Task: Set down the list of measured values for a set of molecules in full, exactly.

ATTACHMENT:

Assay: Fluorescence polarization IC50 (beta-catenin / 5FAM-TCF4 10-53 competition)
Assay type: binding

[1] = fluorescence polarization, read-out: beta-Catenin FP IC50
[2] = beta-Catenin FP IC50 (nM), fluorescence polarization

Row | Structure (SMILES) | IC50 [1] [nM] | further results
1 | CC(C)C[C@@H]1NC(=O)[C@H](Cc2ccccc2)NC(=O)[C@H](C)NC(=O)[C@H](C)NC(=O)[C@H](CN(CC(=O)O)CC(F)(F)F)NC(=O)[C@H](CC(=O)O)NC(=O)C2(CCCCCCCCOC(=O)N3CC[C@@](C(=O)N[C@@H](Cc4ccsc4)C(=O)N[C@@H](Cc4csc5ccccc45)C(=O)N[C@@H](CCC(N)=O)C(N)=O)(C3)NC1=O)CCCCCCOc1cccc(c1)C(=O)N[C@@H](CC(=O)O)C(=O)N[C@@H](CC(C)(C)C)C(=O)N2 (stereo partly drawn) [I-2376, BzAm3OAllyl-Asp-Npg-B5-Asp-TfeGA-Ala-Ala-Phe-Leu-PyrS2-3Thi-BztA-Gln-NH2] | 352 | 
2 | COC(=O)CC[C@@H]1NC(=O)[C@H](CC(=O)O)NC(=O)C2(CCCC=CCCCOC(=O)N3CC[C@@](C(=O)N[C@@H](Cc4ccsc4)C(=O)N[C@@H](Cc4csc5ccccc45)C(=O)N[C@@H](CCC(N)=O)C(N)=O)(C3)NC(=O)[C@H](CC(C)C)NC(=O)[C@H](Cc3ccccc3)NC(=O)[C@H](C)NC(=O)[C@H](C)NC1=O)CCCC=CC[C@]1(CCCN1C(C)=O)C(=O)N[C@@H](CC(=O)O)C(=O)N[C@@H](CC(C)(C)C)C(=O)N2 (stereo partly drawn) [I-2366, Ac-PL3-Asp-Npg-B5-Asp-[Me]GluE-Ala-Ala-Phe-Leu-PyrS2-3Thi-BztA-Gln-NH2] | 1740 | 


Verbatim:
Assay: Fluorescence polarization IC50 (beta-catenin / 5FAM-TCF4 10-53 competition)
Assay type: binding

[1] = fluorescence polarization, read-out: beta-Catenin FP IC50
[2] = beta-Catenin FP IC50 (nM), fluorescence polarization

Row | Structure (SMILES) | IC50 [1] [nM] | further results
1 | CC(C)C[C@@H]1NC(=O)[C@H](Cc2ccccc2)NC(=O)[C@H](C)NC(=O)[C@H](C)NC(=O)[C@H](CN(CC(=O)O)CC(F)(F)F)NC(=O)[C@H](CC(=O)O)NC(=O)C2(CCCCCCCCOC(=O)N3CC[C@@](C(=O)N[C@@H](Cc4ccsc4)C(=O)N[C@@H](Cc4csc5ccccc45)C(=O)N[C@@H](CCC(N)=O)C(N)=O)(C3)NC1=O)CCCCCCOc1cccc(c1)C(=O)N[C@@H](CC(=O)O)C(=O)N[C@@H](CC(C)(C)C)C(=O)N2 (stereo partly drawn) [I-2376, BzAm3OAllyl-Asp-Npg-B5-Asp-TfeGA-Ala-Ala-Phe-Leu-PyrS2-3Thi-BztA-Gln-NH2] | 352 | 
2 | COC(=O)CC[C@@H]1NC(=O)[C@H](CC(=O)O)NC(=O)C2(CCCC=CCCCOC(=O)N3CC[C@@](C(=O)N[C@@H](Cc4ccsc4)C(=O)N[C@@H](Cc4csc5ccccc45)C(=O)N[C@@H](CCC(N)=O)C(N)=O)(C3)NC(=O)[C@H](CC(C)C)NC(=O)[C@H](Cc3ccccc3)NC(=O)[C@H](C)NC(=O)[C@H](C)NC1=O)CCCC=CC[C@]1(CCCN1C(C)=O)C(=O)N[C@@H](CC(=O)O)C(=O)N[C@@H](CC(C)(C)C)C(=O)N2 (stereo partly drawn) [I-2366, Ac-PL3-Asp-Npg-B5-Asp-[Me]GluE-Ala-Ala-Phe-Leu-PyrS2-3Thi-BztA-Gln-NH2] | 1740 | 